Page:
A pseudonymous white-hat hacker, identified on Twitter as Tree of Alpha, has narrated how he was able to win Coinbase’s largest-ever bug bounty ($250,000), after exposing a bug that could have allowed any malicious user to break the platform in minutes.
The white-hat hacker narrated how he was able to place an order of 50 BTC ($1,937,475 at press time) for as low as 50 SHIB ($0.0012525 at press time).
Tree of Alpha tweeted, “Coinbase’s “largest-ever bug bounty” How a flaw in the new Advanced Trading feature would have allowed a malicious user to sell BTC or any other coin without owning them, and how Coinbase’s reaction speed on a Super Bowl Friday averted a possible crisis. Bounty: $250,000.”
Coinbase's "largest-ever bug bounty"
How a flaw in the new Advanced Trading feature would have allowed a malicious user to sell BTC or any other coin without owning them, and how Coinbase's reaction speed on a Super Bowl Friday averted a possible crisis.
Bounty: $250,000 pic.twitter.com/Y91M48pCcI
— Tree of Alpha (@Tree_of_Alpha) February 19, 2022
Tree of Alpha Narrates
Tree of Alpha narrated that he decided to poke around Coinbase to find out how orders are sent and what a successful order looks like.
He started by placing an ETH-EUR order from the UI and grabbed the request that was sent. He then noticed that the API needs product, source, and target account ids.
Tree of Alpha wrote, “In order to get a failed message, I changed the product_id to BTC-USD, but did not change the two account ids (source is my ETH wallet, target is my EUR wallet). Expecting an error because my account is not allowed to trade the BTC-USD pair, the order just… goes through.
“I just used 0.0243 ETH to sell 0.0243 BTC on the BTC-USD pair, a pair I do not have access to, without holding any BTC. Hoping this is a UI bug, I check the fills on the order, and they match the API: those trades really happened, on the live order book.”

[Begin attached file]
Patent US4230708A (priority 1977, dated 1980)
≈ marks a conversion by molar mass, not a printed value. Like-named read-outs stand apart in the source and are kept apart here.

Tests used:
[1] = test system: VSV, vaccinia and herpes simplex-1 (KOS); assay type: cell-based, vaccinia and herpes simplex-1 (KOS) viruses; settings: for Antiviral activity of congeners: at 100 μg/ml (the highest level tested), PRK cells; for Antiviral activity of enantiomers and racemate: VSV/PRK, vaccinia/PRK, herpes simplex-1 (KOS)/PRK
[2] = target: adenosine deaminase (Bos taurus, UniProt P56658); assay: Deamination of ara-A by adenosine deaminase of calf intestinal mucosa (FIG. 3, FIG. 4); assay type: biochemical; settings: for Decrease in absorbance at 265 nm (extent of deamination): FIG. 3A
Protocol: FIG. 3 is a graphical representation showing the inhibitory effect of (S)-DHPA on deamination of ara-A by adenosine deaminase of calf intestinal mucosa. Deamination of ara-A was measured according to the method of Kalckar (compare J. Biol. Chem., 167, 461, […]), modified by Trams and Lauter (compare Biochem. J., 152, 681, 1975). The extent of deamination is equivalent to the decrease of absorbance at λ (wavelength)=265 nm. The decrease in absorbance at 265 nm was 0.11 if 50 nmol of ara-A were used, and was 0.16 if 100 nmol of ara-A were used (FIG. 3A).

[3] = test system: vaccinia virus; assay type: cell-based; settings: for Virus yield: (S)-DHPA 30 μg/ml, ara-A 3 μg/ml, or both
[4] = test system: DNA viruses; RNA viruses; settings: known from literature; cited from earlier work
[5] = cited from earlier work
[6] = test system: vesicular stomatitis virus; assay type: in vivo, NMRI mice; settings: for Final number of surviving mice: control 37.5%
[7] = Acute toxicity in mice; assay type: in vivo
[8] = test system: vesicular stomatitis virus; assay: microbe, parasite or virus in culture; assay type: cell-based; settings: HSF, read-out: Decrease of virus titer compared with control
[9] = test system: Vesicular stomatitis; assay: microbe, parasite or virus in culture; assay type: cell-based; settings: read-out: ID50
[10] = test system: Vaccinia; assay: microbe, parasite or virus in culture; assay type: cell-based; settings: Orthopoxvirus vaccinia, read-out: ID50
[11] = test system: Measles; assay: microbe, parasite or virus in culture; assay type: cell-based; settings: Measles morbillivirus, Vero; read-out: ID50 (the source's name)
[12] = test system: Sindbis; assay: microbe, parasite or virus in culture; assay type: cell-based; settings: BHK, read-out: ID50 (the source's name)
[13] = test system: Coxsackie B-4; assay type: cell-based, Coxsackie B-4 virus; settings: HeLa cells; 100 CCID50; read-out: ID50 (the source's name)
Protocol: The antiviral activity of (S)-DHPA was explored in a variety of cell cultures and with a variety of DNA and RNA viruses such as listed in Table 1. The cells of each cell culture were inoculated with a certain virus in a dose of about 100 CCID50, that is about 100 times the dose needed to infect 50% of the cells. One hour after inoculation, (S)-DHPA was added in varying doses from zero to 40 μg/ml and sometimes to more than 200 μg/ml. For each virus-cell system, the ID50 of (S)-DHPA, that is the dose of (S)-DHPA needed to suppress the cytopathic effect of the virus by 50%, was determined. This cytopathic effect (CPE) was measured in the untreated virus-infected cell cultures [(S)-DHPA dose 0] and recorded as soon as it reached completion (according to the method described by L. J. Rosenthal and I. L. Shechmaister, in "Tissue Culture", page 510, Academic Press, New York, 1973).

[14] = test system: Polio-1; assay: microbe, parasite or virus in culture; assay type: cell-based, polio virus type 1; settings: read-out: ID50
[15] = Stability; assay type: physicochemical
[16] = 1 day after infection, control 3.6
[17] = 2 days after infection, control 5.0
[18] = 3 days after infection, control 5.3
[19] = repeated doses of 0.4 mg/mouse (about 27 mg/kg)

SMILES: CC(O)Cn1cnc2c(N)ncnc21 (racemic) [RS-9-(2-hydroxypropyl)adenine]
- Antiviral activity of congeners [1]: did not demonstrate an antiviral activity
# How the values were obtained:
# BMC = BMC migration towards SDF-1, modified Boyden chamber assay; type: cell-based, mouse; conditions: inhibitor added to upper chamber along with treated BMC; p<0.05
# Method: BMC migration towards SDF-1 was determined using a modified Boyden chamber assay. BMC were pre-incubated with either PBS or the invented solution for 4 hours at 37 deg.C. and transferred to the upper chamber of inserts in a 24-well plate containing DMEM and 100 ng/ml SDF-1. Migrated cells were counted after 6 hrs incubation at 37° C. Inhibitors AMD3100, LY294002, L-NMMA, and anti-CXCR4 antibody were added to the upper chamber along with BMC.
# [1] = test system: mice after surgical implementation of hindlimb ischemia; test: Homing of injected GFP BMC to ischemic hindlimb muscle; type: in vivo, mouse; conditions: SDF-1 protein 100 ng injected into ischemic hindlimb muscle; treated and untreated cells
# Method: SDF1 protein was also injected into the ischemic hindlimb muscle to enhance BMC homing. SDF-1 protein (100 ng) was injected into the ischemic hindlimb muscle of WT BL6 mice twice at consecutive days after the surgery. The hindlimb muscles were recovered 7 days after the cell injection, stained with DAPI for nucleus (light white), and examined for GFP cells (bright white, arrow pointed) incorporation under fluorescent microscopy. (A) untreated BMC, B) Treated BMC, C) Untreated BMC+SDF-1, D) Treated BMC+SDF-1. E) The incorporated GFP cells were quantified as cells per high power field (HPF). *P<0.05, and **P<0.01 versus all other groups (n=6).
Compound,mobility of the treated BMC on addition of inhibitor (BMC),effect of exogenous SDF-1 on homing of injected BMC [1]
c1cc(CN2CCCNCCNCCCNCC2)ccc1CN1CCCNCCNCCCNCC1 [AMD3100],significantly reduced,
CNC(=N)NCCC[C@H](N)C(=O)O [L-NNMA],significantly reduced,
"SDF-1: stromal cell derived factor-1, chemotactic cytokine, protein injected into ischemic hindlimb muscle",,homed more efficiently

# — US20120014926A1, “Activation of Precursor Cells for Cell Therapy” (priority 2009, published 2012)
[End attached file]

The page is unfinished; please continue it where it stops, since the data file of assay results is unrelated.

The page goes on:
Order of 50 BTC Was Successfully Placed Using 50 SHIB
In order to be sure of an existing bug that could break Coinbase, the white hat hacker said he decided to send 9 million SHIB to his Coinbase account and changed the source account ID to his SHIB account on the trading platform. He added that he also successfully placed a 50 BTC ($1,937,475) limit sell order using only 50 SHIB ($0.0012525).
The success of all his attempts prompted him to share a tweet on Feb. 11, asking the crypto community of Coinbase CEO, Brian Armstrong’s contact. Trust the crypto community, Tree of Alpha received overwhelming responses:
“For my last test before reporting this to make sure, I: -send 9M SHIB to my Coinbase account -change source account id to my SHIB account on Coinbase -put a 50 BTC limit sell order using 50 SHIB -ask people around me if they are, too, seeing it.
“And quite frankly, there aren’t many things quite as sobering yet terrifying as realizing: -you just put a 50 BTC limit sell order using 50 SHIB. -everyone else can see it. 5 minutes later, I was sending this initial tweet.”
Tree of Alpha’s Discovery Halts Coinbase’s Trading Activity
After reaching out to Coinbase, he explained the severity of the issue and the need for the trading platform to immediately stop all advanced trading and posting orders. The exchange did not hesitate to swing into action.
The hacker said it would have been a bad story for the exchange if a black-hat hacker had discovered and taken advantage of the vulnerability.
“After quickly explaining the exploit and supplying a proof of concept, I insist on how Coinbase needs to immediately stop all Advanced Trading, incl. and most importantly posting orders. Less than 30 minutes later, all markets there were in cancel-only mode…
“We will never know what exactly could have happened should a black-hat hacker try to exploit it, and it is better this way. While I could have, myself, tried to flash huge limit sell orders, responsible testing requires I only do the necessary to assess the extent of the bug.”
In conclusion, Tree of Alpha praised Coinbase’s swift response to the tip-off. He said he’s not sure he could have reached any other centralized exchange that quickly in the same situation.